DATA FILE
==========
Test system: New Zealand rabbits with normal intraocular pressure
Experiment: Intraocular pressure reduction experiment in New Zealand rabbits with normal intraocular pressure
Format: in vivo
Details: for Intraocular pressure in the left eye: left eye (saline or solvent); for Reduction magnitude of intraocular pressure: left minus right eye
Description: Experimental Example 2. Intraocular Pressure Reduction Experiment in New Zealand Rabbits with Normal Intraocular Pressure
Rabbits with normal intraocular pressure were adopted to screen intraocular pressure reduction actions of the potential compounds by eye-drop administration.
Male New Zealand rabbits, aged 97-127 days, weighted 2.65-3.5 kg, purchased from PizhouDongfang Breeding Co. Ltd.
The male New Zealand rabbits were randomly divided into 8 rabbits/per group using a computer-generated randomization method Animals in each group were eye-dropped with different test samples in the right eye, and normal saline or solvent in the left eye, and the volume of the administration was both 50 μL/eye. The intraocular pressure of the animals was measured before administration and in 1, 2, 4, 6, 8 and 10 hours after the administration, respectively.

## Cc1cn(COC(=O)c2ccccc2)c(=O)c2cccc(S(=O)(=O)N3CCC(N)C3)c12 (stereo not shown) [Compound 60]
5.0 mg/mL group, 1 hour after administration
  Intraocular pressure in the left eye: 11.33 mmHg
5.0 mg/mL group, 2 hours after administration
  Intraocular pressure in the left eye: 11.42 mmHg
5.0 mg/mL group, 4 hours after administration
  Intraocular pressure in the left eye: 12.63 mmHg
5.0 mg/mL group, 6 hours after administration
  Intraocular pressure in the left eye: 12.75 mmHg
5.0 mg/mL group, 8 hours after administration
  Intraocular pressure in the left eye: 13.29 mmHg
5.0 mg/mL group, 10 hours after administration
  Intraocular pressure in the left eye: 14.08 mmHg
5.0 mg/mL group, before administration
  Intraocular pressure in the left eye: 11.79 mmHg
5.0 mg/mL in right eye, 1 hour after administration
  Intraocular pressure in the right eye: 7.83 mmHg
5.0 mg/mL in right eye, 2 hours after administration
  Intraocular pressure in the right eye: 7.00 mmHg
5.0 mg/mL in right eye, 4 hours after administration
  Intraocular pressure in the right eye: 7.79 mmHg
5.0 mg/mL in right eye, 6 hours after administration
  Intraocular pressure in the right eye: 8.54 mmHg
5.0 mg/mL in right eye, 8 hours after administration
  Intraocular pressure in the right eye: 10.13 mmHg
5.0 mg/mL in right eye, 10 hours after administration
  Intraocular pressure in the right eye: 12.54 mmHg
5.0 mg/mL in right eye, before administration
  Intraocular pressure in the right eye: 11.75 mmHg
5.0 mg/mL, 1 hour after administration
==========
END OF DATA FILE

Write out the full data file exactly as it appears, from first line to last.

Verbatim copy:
Test system: New Zealand rabbits with normal intraocular pressure
Experiment: Intraocular pressure reduction experiment in New Zealand rabbits with normal intraocular pressure
Format: in vivo
Details: for Intraocular pressure in the left eye: left eye (saline or solvent); for Reduction magnitude of intraocular pressure: left minus right eye
Description: Experimental Example 2. Intraocular Pressure Reduction Experiment in New Zealand Rabbits with Normal Intraocular Pressure
Rabbits with normal intraocular pressure were adopted to screen intraocular pressure reduction actions of the potential compounds by eye-drop administration.
Male New Zealand rabbits, aged 97-127 days, weighted 2.65-3.5 kg, purchased from PizhouDongfang Breeding Co. Ltd.
The male New Zealand rabbits were randomly divided into 8 rabbits/per group using a computer-generated randomization method Animals in each group were eye-dropped with different test samples in the right eye, and normal saline or solvent in the left eye, and the volume of the administration was both 50 μL/eye. The intraocular pressure of the animals was measured before administration and in 1, 2, 4, 6, 8 and 10 hours after the administration, respectively.

## Cc1cn(COC(=O)c2ccccc2)c(=O)c2cccc(S(=O)(=O)N3CCC(N)C3)c12 (stereo not shown) [Compound 60]
5.0 mg/mL group, 1 hour after administration
  Intraocular pressure in the left eye: 11.33 mmHg
5.0 mg/mL group, 2 hours after administration
  Intraocular pressure in the left eye: 11.42 mmHg
5.0 mg/mL group, 4 hours after administration
  Intraocular pressure in the left eye: 12.63 mmHg
5.0 mg/mL group, 6 hours after administration
  Intraocular pressure in the left eye: 12.75 mmHg
5.0 mg/mL group, 8 hours after administration
  Intraocular pressure in the left eye: 13.29 mmHg
5.0 mg/mL group, 10 hours after administration
  Intraocular pressure in the left eye: 14.08 mmHg
5.0 mg/mL group, before administration
  Intraocular pressure in the left eye: 11.79 mmHg
5.0 mg/mL in right eye, 1 hour after administration
  Intraocular pressure in the right eye: 7.83 mmHg
5.0 mg/mL in right eye, 2 hours after administration
  Intraocular pressure in the right eye: 7.00 mmHg
5.0 mg/mL in right eye, 4 hours after administration
  Intraocular pressure in the right eye: 7.79 mmHg
5.0 mg/mL in right eye, 6 hours after administration
  Intraocular pressure in the right eye: 8.54 mmHg
5.0 mg/mL in right eye, 8 hours after administration
  Intraocular pressure in the right eye: 10.13 mmHg
5.0 mg/mL in right eye, 10 hours after administration
  Intraocular pressure in the right eye: 12.54 mmHg
5.0 mg/mL in right eye, before administration
  Intraocular pressure in the right eye: 11.75 mmHg
5.0 mg/mL, 1 hour after administration